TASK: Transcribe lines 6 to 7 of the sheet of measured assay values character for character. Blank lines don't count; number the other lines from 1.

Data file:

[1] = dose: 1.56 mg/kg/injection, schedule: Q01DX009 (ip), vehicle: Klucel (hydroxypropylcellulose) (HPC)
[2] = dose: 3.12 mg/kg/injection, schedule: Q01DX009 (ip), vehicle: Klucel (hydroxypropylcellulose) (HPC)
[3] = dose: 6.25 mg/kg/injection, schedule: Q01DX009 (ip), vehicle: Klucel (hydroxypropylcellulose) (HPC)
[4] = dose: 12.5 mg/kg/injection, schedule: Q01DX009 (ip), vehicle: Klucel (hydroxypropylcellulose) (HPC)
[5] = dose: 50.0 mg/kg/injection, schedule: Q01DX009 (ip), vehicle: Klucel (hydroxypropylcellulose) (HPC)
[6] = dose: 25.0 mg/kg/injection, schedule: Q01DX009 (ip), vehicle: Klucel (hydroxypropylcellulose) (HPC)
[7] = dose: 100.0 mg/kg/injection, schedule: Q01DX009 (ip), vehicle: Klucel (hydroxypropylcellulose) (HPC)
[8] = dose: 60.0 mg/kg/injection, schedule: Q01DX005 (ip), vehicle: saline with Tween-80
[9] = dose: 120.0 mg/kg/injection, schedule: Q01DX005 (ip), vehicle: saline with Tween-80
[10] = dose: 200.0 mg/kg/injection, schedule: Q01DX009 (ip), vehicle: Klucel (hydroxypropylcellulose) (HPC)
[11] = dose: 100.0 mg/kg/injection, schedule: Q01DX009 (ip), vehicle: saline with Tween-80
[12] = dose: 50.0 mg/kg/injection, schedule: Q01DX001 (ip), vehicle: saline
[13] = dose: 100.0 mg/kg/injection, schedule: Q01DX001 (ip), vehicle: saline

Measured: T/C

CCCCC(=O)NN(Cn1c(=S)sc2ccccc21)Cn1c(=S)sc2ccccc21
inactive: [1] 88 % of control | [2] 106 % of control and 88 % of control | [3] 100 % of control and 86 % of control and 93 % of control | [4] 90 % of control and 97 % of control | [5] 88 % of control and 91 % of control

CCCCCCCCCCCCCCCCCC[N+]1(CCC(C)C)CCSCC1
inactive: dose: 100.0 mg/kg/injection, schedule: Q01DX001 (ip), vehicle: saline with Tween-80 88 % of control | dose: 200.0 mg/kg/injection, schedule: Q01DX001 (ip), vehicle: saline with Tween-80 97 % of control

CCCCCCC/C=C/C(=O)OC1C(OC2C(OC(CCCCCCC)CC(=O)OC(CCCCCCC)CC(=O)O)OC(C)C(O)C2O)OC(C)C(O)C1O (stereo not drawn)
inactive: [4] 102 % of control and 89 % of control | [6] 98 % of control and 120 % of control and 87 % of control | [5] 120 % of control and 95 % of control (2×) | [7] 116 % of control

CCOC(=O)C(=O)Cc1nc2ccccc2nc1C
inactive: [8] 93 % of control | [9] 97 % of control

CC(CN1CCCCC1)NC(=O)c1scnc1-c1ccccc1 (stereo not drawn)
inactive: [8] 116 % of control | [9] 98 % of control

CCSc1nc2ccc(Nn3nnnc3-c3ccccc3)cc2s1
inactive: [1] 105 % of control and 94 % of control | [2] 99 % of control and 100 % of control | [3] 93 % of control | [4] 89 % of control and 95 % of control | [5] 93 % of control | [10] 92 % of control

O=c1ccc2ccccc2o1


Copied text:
[6] = dose: 25.0 mg/kg/injection, schedule: Q01DX009 (ip), vehicle: Klucel (hydroxypropylcellulose) (HPC)
[7] = dose: 100.0 mg/kg/injection, schedule: Q01DX009 (ip), vehicle: Klucel (hydroxypropylcellulose) (HPC)